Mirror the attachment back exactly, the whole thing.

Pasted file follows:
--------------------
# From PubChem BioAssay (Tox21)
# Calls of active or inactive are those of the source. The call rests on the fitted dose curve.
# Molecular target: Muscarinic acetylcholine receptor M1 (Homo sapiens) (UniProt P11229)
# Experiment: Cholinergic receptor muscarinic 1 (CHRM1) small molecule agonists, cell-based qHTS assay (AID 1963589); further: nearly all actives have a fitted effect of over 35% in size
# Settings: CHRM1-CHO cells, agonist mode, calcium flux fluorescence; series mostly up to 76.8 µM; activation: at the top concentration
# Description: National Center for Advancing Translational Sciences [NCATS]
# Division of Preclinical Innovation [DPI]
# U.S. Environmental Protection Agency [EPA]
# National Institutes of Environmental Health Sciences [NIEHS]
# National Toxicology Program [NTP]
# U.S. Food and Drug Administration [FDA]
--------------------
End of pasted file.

# From PubChem BioAssay (Tox21)
# Calls of active or inactive are those of the source. The call rests on the fitted dose curve.
# Molecular target: Muscarinic acetylcholine receptor M1 (Homo sapiens) (UniProt P11229)
# Experiment: Cholinergic receptor muscarinic 1 (CHRM1) small molecule agonists, cell-based qHTS assay (AID 1963589); further: nearly all actives have a fitted effect of over 35% in size
# Settings: CHRM1-CHO cells, agonist mode, calcium flux fluorescence; series mostly up to 76.8 µM; activation: at the top concentration
# Description: National Center for Advancing Translational Sciences [NCATS]
# Division of Preclinical Innovation [DPI]
# U.S. Environmental Protection Agency [EPA]
# National Institutes of Environmental Health Sciences [NIEHS]
# National Toxicology Program [NTP]
# U.S. Food and Drug Administration [FDA]